RELATING DNA AND RNA BIOMARKERS TO MICROCYSTIN LEVELS IN CAYUGA LAKE HARMFUL ALGAL BLOOMS AND LAB STUDIES
Cyanobacteria harmful algal blooms (cHABs) are expanding globally in freshwaters including the Finger Lakes region of New York State. cHABs can express toxins that pose a threat to public health via recreational or drinking water exposure. Current toxic HAB monitoring in New York State requires microcystin (MC) quantification by certified “ELAP” labs performing mass spectrometry or ELISA based methods. However, tests cost $150-$200 per sample and the limited number of certified facilities statewide lead to long lag times in getting results of testing (>1 day). There is value in testing new screening tools that correlate with microcystin levels but are cheaper and more rapid and can be performed in the field by common citizens without formal scientific training, such as those who volunteer to perform HAB monitoring in their home watersheds, such as the new HAB Harriers of Cayuga Lake. Here in this study, prokaryotic 16S ribosomal RNA gene (16S rRNA) Illumina sequencing was used to determine the community profiles in two Finger Lakes, Cayuga Lake and Honeoye Lake during late summer 2018. The microcystin synthesis pathway genes (mcy genes) of Microcystis, the most common genus associated with toxic HABs, are well studied and can be indicative of the presence of potentially toxic cyanobacterial strains and mcy gene transcripts can indicate expression of the MC synthesis pathway. Therefore, we targeted the Microcystis mcyA gene to quantify the corresponding gene and transcripts levels using qPCR and RT-qPCR. Correlation between potential biomarkers, mcyA DNA and RNA levels, with microcystins (MCs) were investigated in both field samples and lab cultures with a model pure culture, Microcystis aeruginosa PCC7806 to determine the best indicators for MC levels. A portable qPCR device, the Biomeme two3 was investigated for a rapid (<1 hour) on-site test for field samples. Additionally, monoculture experiments of Microcystis aeruginosa PCC 7806 were conducted under various N:P ratios to investigate impact of nutrients on mcy gene copies and transcripts as well as MC synthesis. The sequencing results indicated the two lakes had distinct community structures. Cyanobacteria were the most abundant phylum (59%) among the bacterial communities of Cayuga Lake, with Microcystis being the dominant MC producing genus (82% of cyanobacteria). Honeoye Lake had more Synechocystis (48% of cyanobacteria) than Microcystis. Although both mcyA DNA and RNA levels had a significant correlation with MCs in lab experiments, in Cayuga 2018 bloom samples (August/September) and 2019 pre-bloom samples (April), only mcyA RNA levels showed significant positive correlations with MC concentrations, while mcyA DNA levels did not, suggesting mcyA transcript levels could be better indicators of potential risks from MCs than mcyA gene levels. The handheld portable Biomeme two3 qPCR device would be promising in further lake monitoring due to its rapid procedure (< 1 hour), reasonable cost ($~40 per test) and inclusion of an Internal Positive Control (IPC) for qPCR inhibition testing to flag false negatives or underestimated gene or transcripts levels.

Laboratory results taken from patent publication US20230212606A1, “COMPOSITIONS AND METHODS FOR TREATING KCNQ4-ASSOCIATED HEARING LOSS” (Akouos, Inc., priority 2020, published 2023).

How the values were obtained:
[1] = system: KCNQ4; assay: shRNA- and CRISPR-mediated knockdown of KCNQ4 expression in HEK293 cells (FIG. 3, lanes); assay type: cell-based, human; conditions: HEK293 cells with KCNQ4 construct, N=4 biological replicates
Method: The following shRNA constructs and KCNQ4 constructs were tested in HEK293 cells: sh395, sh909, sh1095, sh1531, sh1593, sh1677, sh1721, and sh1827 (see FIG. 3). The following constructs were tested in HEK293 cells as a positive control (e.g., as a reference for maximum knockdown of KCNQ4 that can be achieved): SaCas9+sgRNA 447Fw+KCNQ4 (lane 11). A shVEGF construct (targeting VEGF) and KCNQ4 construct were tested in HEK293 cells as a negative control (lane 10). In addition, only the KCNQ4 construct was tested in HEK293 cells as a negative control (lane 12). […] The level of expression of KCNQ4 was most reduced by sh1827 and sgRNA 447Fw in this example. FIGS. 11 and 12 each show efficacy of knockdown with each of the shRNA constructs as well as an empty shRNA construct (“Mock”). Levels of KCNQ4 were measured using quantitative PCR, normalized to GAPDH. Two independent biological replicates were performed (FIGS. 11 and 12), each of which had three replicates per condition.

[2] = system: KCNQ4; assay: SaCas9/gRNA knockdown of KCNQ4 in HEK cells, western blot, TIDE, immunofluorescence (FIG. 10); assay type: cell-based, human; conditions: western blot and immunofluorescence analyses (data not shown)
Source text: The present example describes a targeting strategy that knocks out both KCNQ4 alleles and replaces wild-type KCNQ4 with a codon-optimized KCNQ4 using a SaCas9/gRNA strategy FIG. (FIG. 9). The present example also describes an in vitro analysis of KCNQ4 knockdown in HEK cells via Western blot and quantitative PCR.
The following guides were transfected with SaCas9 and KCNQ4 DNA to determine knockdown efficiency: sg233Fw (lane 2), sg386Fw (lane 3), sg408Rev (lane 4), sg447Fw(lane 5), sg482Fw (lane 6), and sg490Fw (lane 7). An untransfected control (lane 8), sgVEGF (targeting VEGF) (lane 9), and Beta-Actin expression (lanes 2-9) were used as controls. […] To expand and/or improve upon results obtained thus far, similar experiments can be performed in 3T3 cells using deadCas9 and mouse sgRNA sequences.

Environmental engineering; Cayuga Lake; cHAB; community profiling; mcyA; Microcystin; Microcystis
Richardson, Ruth E.
Reid, Matthew Charles
Civil and Environmental Engineering
M.S., Civil and Environmental Engineering
Master of Science
dissertation or thesis